rules.  Each rule includes a BIER IPv6 Prefix (value and prefix
   length), the value of 'i', and the set of mappings used by BIER in
   order to associate BIER bits with IPv6 destinations.

   For each packet forwarded by a BFR, the router first performs a
   longest prefix match operation over the destination address.  If the
   found entry corresponds to a BIER rule, the packet is treated as a
   BIER packet.  Otherwise, it is treated as a regular IPv6 packet.

   When an IPv6 BIER packet is forwarded, the BFR retrieves the SI value
   and BitString and performs the BIER forwarding algorithm.  For each
   replicated packet, the BitString is possibly modified and the packet
   is sent on the outgoing interface.

6.  Advantages of this Technique

   The technique described in this document offers different advantages:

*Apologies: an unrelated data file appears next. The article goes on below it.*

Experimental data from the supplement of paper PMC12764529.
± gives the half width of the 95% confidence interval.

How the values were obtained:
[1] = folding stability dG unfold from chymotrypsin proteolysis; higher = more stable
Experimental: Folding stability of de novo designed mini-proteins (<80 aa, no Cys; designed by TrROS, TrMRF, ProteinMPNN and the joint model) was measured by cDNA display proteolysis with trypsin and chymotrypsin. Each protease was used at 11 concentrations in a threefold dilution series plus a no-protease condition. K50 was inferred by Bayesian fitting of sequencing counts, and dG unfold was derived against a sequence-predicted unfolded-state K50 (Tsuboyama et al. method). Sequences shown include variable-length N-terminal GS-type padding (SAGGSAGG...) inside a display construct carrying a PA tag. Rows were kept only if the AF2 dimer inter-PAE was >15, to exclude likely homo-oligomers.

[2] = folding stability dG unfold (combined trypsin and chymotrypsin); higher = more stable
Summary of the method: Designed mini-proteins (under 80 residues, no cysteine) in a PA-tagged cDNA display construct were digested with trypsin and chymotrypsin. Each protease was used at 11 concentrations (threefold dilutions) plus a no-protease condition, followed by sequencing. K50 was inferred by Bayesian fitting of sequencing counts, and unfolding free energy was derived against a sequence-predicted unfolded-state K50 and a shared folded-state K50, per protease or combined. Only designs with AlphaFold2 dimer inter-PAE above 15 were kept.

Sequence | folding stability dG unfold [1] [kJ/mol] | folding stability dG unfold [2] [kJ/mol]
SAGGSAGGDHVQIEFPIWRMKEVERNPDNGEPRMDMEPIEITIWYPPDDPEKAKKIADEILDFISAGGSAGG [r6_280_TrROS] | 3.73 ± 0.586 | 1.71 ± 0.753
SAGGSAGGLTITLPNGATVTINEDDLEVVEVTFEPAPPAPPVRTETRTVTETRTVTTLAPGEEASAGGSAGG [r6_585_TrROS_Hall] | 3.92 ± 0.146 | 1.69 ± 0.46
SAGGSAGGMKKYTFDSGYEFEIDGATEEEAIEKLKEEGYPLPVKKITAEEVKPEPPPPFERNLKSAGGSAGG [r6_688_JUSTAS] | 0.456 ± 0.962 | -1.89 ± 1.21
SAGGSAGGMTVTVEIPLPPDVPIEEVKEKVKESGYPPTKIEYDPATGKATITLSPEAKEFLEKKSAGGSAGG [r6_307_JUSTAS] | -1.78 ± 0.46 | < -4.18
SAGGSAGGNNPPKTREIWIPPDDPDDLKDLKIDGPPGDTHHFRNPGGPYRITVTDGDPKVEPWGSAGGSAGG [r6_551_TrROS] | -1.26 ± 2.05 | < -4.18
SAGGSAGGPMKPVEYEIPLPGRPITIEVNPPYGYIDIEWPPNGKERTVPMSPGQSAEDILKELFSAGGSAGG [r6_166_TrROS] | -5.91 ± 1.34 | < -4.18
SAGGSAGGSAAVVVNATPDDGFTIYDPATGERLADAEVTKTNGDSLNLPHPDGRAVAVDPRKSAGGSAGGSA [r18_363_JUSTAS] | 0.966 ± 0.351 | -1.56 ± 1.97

BIER IPv6 packets are regular IPv6 packets.  If the BIER IPv6
      Prefix is a globally unique IPv6 prefix, reachable from outside
      the BIER domain, it is possible to send a packet from outside the
      BIER domain to multiple destination within the BIER domain.

      It may be used for transporting IP multicast packets, but also for
      sending IP payloads directly to multiple destinations.

      It does not rely on a new IPv6 extension header, which simplifies
      deployment and is likely to improve performances.

      It makes use of a typical IP longest match in order to decide
      whether a packet is a BIER packet or not, which means hardware and
      software existing solutions may be used for that purpose.

      It is possible to configure a host with an address which
      corresponds to a BIER address with a single bit set.  From the
      host perspective, such address is not different from a regular